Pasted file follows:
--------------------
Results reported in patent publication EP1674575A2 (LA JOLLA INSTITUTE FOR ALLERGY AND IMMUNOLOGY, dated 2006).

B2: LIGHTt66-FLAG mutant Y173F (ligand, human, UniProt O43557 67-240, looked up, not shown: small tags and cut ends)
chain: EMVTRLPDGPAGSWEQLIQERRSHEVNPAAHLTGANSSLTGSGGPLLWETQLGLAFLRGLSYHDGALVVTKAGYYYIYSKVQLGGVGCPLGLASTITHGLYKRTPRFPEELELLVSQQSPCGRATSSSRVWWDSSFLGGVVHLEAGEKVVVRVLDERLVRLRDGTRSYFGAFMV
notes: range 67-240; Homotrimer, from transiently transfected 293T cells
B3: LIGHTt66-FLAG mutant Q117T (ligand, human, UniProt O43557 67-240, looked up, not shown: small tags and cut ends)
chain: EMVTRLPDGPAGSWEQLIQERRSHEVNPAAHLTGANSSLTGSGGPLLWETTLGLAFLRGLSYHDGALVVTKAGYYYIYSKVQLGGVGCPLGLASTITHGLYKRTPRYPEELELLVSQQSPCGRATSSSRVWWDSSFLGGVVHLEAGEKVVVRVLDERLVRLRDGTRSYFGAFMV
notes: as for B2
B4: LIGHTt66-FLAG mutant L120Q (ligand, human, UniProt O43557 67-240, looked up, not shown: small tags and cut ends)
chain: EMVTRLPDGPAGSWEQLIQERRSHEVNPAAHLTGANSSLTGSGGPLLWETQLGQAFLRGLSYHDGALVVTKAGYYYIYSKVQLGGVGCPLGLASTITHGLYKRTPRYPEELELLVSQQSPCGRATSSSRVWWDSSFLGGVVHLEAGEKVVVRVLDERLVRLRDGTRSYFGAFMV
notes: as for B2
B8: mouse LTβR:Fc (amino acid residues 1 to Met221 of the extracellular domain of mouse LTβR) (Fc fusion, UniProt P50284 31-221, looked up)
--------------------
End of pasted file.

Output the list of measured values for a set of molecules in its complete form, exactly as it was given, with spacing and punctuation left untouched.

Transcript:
Results reported in patent publication EP1674575A2 (LA JOLLA INSTITUTE FOR ALLERGY AND IMMUNOLOGY, dated 2006).

B2: LIGHTt66-FLAG mutant Y173F (ligand, human, UniProt O43557 67-240, looked up, not shown: small tags and cut ends)
chain: EMVTRLPDGPAGSWEQLIQERRSHEVNPAAHLTGANSSLTGSGGPLLWETQLGLAFLRGLSYHDGALVVTKAGYYYIYSKVQLGGVGCPLGLASTITHGLYKRTPRFPEELELLVSQQSPCGRATSSSRVWWDSSFLGGVVHLEAGEKVVVRVLDERLVRLRDGTRSYFGAFMV
notes: range 67-240; Homotrimer, from transiently transfected 293T cells
B3: LIGHTt66-FLAG mutant Q117T (ligand, human, UniProt O43557 67-240, looked up, not shown: small tags and cut ends)
chain: EMVTRLPDGPAGSWEQLIQERRSHEVNPAAHLTGANSSLTGSGGPLLWETTLGLAFLRGLSYHDGALVVTKAGYYYIYSKVQLGGVGCPLGLASTITHGLYKRTPRYPEELELLVSQQSPCGRATSSSRVWWDSSFLGGVVHLEAGEKVVVRVLDERLVRLRDGTRSYFGAFMV
notes: as for B2
B4: LIGHTt66-FLAG mutant L120Q (ligand, human, UniProt O43557 67-240, looked up, not shown: small tags and cut ends)
chain: EMVTRLPDGPAGSWEQLIQERRSHEVNPAAHLTGANSSLTGSGGPLLWETQLGQAFLRGLSYHDGALVVTKAGYYYIYSKVQLGGVGCPLGLASTITHGLYKRTPRYPEELELLVSQQSPCGRATSSSRVWWDSSFLGGVVHLEAGEKVVVRVLDERLVRLRDGTRSYFGAFMV
notes: as for B2
B8: mouse LTβR:Fc (amino acid residues 1 to Met221 of the extracellular domain of mouse LTβR) (Fc fusion, UniProt P50284 31-221, looked up)